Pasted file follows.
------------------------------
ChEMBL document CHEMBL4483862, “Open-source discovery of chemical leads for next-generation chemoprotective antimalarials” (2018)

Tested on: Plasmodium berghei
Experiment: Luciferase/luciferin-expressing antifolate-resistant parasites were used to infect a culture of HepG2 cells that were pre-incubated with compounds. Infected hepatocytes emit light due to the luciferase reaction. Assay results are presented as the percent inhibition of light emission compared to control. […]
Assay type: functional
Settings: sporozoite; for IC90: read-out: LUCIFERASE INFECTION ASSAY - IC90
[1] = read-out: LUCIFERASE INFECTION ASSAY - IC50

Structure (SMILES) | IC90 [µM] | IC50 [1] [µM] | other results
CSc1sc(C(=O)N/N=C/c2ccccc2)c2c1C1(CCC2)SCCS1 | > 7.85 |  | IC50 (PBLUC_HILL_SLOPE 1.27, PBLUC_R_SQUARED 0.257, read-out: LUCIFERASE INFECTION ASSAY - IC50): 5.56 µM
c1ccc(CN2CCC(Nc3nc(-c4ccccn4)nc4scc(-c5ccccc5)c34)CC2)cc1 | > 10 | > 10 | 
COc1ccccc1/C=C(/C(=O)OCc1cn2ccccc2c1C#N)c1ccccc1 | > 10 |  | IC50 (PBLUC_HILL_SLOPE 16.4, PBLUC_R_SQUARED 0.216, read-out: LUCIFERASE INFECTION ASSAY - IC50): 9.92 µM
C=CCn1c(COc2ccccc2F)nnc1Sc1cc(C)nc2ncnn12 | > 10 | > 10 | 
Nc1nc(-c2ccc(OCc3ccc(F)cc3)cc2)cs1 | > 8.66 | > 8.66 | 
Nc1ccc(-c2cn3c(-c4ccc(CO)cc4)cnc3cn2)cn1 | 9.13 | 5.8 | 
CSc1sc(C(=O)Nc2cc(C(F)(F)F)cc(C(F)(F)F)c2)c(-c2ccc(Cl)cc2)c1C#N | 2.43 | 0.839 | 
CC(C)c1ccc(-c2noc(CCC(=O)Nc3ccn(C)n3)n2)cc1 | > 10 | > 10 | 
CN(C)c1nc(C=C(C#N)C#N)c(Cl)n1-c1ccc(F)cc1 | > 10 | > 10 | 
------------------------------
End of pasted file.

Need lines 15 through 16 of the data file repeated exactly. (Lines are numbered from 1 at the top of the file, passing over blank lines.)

CC(C)c1ccc(-c2noc(CCC(=O)Nc3ccn(C)n3)n2)cc1 | > 10 | > 10 | 
CN(C)c1nc(C=C(C#N)C#N)c(Cl)n1-c1ccc(F)cc1 | > 10 | > 10 | 